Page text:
Mitchell Rep. Ben Krohmer's fuel gas bill passes Senate committee, appears likely to become law
“This has been a useful experience as far as trying to figure out how to make it work through the system," the freshman lawmaker said about the bill, which has taken a winding process toward passage.
PIERRE, S.D. — The first legislative session for Mitchell’s newest representative is coming to a close.
And, on March 2, Rep. Ben Krohmer had the distinction of presenting the final bill on the Senate Commerce and Energy committee’s session docket, where the body voted 9-0 to move forward on Krohmer’s proposed ban on local ordinances attempting to prohibit the “use, production, manufacture, or transport of fuel gas or fuel gas appliances.”
The amended version of House Bill 1239 will head to the Senate floor early next week; since it changed in Senate committee, the House of Representatives would have to concur with the modifications to get it onto Gov. Kristi Noem’s desk.
Introduced on Feb. 1, the bill was in part a response to a federal regulatory agency that reportedly considered a ban on the cooking method, stemming from new research purporting to connect gas stoves with higher incidences of childhood asthma.
“People should be able to choose whatever utility or form of heat and cooking they want to use, whatever makes sense to them and works best for them,” Krohmer said at the time of the bill’s introduction.
Despite the idea of protecting South Dakotans from regulation into cooking and heating garnering overwhelming support so far — the bill passed the House of Representatives 64-6, for example — it’s been a lengthy, winding process for the freshman lawmaker’s proposal.
Following the proposal through the process has been a learning experience, Krohmer said.
“I carried an agency bill, too, but that was kind of just going through the motions,” he said, referencing a bill he helped pass to slightly change the structure of the Statewide One-Call Notification Board. “This has been a useful experience as far as trying to figure out how to make it work through the system, working with someone who has issues with it so it's palatable to them. Just keep it moving forward and make sure as many people as possible are happy.”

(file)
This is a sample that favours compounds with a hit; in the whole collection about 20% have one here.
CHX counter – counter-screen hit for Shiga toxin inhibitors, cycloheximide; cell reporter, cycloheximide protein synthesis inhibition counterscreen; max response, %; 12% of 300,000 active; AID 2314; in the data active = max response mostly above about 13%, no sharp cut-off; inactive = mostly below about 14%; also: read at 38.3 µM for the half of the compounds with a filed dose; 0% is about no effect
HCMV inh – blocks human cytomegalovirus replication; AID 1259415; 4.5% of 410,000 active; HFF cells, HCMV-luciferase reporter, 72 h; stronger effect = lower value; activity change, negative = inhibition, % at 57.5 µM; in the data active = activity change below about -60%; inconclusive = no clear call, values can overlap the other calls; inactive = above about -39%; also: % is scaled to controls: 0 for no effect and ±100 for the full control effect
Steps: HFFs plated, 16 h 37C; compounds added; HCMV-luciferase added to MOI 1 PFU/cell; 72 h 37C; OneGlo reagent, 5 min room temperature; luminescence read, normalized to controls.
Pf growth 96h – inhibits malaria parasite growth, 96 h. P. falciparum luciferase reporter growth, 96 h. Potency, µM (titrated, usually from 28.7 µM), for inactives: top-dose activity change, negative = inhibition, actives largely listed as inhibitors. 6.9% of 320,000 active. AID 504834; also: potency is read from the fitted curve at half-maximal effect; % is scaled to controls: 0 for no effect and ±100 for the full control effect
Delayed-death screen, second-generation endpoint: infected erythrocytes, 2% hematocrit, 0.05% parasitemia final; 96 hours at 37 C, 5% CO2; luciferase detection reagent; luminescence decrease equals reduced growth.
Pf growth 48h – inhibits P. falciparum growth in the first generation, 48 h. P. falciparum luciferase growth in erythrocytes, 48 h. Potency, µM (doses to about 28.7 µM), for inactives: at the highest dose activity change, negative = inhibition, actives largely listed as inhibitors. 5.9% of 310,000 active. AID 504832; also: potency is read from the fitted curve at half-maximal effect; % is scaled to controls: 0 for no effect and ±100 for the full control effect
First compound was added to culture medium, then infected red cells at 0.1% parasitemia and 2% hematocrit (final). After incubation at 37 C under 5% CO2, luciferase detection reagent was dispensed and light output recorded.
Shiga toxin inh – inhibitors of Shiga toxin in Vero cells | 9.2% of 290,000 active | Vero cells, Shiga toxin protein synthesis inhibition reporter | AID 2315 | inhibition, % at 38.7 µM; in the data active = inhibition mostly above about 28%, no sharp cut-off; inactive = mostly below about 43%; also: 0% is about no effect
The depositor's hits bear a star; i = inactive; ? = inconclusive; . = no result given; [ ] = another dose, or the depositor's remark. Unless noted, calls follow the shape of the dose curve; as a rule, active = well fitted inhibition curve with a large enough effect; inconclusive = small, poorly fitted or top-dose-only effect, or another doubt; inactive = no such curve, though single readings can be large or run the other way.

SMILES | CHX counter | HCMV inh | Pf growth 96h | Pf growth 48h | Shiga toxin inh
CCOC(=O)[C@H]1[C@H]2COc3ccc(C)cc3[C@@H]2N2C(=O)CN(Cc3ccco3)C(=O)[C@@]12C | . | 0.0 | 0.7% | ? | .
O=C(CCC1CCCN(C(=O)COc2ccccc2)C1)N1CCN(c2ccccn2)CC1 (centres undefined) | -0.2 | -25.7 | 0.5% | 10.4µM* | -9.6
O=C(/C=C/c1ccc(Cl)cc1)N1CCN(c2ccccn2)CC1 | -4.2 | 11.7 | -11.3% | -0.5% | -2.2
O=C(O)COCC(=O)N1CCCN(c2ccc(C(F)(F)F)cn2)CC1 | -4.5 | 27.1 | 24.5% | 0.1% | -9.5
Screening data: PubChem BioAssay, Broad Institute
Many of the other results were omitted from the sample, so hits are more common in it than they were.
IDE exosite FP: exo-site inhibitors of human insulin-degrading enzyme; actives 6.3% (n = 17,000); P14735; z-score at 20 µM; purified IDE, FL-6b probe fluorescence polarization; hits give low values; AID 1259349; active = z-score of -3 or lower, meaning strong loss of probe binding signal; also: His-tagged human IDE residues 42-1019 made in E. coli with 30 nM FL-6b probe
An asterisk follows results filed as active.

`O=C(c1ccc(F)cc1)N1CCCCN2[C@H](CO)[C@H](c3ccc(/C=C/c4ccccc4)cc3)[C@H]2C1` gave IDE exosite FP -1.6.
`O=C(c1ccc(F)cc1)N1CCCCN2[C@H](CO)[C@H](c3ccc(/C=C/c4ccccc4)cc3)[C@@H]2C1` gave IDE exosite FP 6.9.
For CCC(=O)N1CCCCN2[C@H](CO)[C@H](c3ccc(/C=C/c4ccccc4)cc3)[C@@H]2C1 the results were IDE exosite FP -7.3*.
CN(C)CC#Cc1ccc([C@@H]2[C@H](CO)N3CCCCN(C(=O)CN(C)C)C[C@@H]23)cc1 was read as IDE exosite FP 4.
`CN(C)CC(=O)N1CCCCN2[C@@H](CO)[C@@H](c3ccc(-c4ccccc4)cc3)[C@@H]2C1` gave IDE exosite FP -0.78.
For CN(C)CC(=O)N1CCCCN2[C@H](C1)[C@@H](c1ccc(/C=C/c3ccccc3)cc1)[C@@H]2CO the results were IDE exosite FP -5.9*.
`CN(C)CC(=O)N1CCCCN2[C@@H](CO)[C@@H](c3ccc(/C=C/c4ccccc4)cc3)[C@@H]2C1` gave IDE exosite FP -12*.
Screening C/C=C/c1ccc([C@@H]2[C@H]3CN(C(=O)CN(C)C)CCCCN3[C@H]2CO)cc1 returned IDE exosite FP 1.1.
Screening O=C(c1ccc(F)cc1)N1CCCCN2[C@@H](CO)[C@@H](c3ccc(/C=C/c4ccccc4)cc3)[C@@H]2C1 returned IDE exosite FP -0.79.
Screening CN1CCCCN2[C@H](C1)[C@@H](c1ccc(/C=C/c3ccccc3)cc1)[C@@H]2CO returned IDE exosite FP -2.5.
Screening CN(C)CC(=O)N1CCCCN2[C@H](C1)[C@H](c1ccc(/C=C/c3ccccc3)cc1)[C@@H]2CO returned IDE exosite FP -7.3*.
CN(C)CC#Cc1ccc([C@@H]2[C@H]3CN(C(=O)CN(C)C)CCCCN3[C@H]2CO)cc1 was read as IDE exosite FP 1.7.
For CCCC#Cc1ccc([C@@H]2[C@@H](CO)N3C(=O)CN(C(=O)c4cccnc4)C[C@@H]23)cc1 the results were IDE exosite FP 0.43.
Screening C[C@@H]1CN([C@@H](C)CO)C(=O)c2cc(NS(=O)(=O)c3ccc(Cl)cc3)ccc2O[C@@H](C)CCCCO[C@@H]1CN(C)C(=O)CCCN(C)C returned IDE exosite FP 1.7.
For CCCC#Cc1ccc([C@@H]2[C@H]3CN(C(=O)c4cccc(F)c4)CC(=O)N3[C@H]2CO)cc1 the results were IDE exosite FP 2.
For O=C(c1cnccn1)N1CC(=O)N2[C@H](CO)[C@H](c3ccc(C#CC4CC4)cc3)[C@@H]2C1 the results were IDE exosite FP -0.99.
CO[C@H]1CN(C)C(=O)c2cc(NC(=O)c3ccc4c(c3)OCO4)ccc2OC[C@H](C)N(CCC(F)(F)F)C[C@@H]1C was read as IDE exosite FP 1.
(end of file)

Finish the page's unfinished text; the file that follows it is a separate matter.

While it’s not uncommon to see bills morph as they move through the process, Krohmer’s ban on gas stove bans was an extreme example.
First, an amendment in the House Commerce and Energy committee last month struck a clause that included potential federal laws in the regulation prohibition, a clear violation of federalism.
More recently, Krohmer advanced an amendment in the Senate Commerce and Energy committee striking the proposal’s attempt to limit future gubernatorial executive orders and state laws, both outside the purview of lawmakers.
The amendment also made an exception allowing municipalities to write zoning laws related to the placement of utility services and the like, an important part of getting municipalities on board.
“Municipalities were a little bit concerned that they might not have been able to have any zoning authority. An extreme example, but their concern was somebody might want to put up a power plant in the middle of a residential neighborhood and they couldn't say, No, you can't do that,’” Krohmer explained. “So they can put it in an industrial district as long as they're not using their zoning, and building codes to try and undermine the bill.”
Furthermore, throughout session there has been a similar bill from the other side of the South Dakota State Capitol, Senate Bill 174, which ultimately sported very similar text to Krohmer’s, though he pointed out that his bill also specifically applies to bans on fuel gas appliances.
“[Krohmer’s] focuses more on inside the house, ours is more about a service-wide view, it’s just different sections of code,” Rep. Becky Drury, of Rapid City, explained. “They’re compatible, and probably should have been brought together.”
In waiting for that bill — sponsored by Sen. Herman Otten, of Tea, and Drury — to make its way through the legislative process, Krohmer’s proposal spent the last week “on the table” in the Senate Commerce and Energy committee.
The reason for that is, in many cases where a similar bill emerges from each chamber, only one ends up passing, meaning senators on the energy committee were waiting to see what their counterparts in the House would do with the proposal.
In a short presentation regarding his bill on March 2, Krohmer indicated that the Legislative Research Council was confident that the two proposals served slightly different roles and would not interfere with one another.
Either way, it appears likely that the South Dakota Legislature will pass at least one, if not two, limits on how localities can regulate fuel gas-based cooking and heating methods in South Dakota.
"It's an issue that's been talked about a lot, so I'm glad it's gaining steam and should be on its way into law," Krohmer said.
Jason Harward is a Report for America corps reporter who writes about state politics in South Dakota. Contact him at 605-301-0496 or firstname.lastname@example.org.